I recently had an aha moment with regards to what it takes to learn new things when I was working with a student and trying to teach them everything that goes into being a pediatric physical therapist (its amazing how much there is to think about at any given time!). On Monday my post was about Motor Control and Motor Learning and talked about how to help kids learn new things more efficiently. Well sometimes I forget how much goes into learning something new. When a child or even an adult is learning something new they are focused on that specific activity. If you start trying to talk to them or add distractions in, the quality of what they are trying to learn will go down. If all they have to focus on is one specific thing, they will begin to master it. Now, its not really practical to just focus on one thing at a time so as they begin to master what they are doing, its good to add in distractors or make things a little more complex. This helps with carryover of the skill to new and different environments.
I have a kiddo that has spastic quadriplegia cerebral palsy and he is learning to walk without any assistive devices such as a walker or canes. He is getting really good at it and can even talk while walking for the most part. He still needs to be reminded to catch his balance or he will ‘forget’ to turn on his muscles in time. Yesterday I wanted to work on making his walking even more efficient so it becomes easier for him so we started trying to work on narrowing his base of support (or walking with his feet closer together). I came up with the idea of putting two lines on the floor and having him try to keep his feet in between the lines. He only had to walk about 8 feet this way. Well, just by adding in the visual component (the lines) and the responsibility of keeping his feet in between those lines his walking went down hill. He couldn’t walk in a straight line and the pace he walked at slowed down by at least a factor of 5, maybe more. He even had trouble just looking at the lines while he walked. I realized that I was asking too many things of him. He had gotten to the point where walking down a hall was pretty easy but by adding in the visual and the expectation to keep his feet in a certain area, he had too many things to focus on so everything decreased in quality. Today we went back to the drawing board and tried having him walk just looking ahead at the ipad and he did great. Then we tried walking using cones as a guide and he did pretty good. Tomorrow we are going to try just giving him a tape path to follow on the floor and we will worry about the base of support another time once he masters following the path.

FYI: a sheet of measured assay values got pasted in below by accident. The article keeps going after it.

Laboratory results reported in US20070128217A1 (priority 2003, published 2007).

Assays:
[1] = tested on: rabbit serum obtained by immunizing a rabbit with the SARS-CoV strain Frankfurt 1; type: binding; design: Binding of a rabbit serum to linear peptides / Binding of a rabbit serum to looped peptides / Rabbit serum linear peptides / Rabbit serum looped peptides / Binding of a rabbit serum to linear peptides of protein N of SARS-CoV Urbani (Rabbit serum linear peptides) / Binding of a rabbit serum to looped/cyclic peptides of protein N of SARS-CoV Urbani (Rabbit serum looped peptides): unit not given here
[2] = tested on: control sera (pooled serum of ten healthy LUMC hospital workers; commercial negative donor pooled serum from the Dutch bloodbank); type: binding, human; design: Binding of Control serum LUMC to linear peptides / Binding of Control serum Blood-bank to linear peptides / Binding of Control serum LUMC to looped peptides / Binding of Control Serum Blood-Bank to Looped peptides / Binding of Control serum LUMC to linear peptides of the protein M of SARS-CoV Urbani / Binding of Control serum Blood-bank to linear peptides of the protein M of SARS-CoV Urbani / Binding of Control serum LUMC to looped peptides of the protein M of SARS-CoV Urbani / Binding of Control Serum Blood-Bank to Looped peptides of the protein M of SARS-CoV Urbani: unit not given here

It was a great lesson to me that I can’t change the demands of the task too quickly. My favorite example to give people when I am trying to explain this is to think back to when you were learning to drive a car. Every ounce of your being was focused on driving that car in a straight line. The radio was off, no one could talk and you barely breathed. You had to think about every move of the steering wheel, how much you were pushing down the gas and exactly when to push the brake. Now, after you have mastered that task think about all the things you do while driving – most of which we shouldn’t. I bet there are some days that you drive somewhere and once you are there you don’t even realize how you got there. That is when things are automatic and you don’t have to think about it.
So, hopefully you will take this into consideration whenever anyone, whether old or young is learning something new, whether a skilled movement or something from school. It takes time and practice to develop mastery and you need to slowly add in variables so that there is continued success with whatever is being learned – don’t pile on too many things at once!